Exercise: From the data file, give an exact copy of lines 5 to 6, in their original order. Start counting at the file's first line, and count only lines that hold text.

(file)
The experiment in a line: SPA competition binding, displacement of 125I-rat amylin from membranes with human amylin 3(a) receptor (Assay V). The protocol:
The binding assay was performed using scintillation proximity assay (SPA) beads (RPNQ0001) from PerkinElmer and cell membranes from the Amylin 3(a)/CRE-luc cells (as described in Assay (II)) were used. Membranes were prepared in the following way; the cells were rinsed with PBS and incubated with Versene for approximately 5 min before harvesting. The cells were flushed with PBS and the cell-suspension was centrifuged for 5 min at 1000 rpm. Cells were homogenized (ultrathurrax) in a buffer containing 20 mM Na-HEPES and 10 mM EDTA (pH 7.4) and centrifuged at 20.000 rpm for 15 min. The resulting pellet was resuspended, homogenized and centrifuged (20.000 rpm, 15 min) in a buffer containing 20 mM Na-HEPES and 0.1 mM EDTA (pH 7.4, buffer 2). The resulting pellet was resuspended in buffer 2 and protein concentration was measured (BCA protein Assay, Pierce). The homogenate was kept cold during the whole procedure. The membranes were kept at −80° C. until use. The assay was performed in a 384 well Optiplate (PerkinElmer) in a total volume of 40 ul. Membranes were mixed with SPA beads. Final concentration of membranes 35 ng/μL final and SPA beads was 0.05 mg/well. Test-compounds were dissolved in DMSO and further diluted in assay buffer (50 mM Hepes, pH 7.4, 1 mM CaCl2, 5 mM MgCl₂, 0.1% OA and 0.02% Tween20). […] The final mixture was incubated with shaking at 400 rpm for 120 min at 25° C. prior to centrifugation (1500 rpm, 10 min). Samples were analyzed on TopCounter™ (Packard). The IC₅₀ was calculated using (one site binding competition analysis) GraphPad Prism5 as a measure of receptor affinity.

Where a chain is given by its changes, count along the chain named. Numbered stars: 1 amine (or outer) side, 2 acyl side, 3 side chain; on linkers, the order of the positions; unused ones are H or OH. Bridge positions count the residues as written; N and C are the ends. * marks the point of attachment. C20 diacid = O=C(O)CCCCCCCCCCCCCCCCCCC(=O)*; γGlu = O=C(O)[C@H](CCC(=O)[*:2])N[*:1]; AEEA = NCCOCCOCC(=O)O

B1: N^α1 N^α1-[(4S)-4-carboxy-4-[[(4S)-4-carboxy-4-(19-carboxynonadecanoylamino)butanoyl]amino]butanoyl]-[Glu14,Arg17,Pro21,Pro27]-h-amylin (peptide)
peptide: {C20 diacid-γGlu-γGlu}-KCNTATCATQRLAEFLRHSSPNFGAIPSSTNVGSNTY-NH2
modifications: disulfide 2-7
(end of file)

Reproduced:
peptide: {C20 diacid-γGlu-γGlu}-KCNTATCATQRLAEFLRHSSPNFGAIPSSTNVGSNTY-NH2
modifications: disulfide 2-7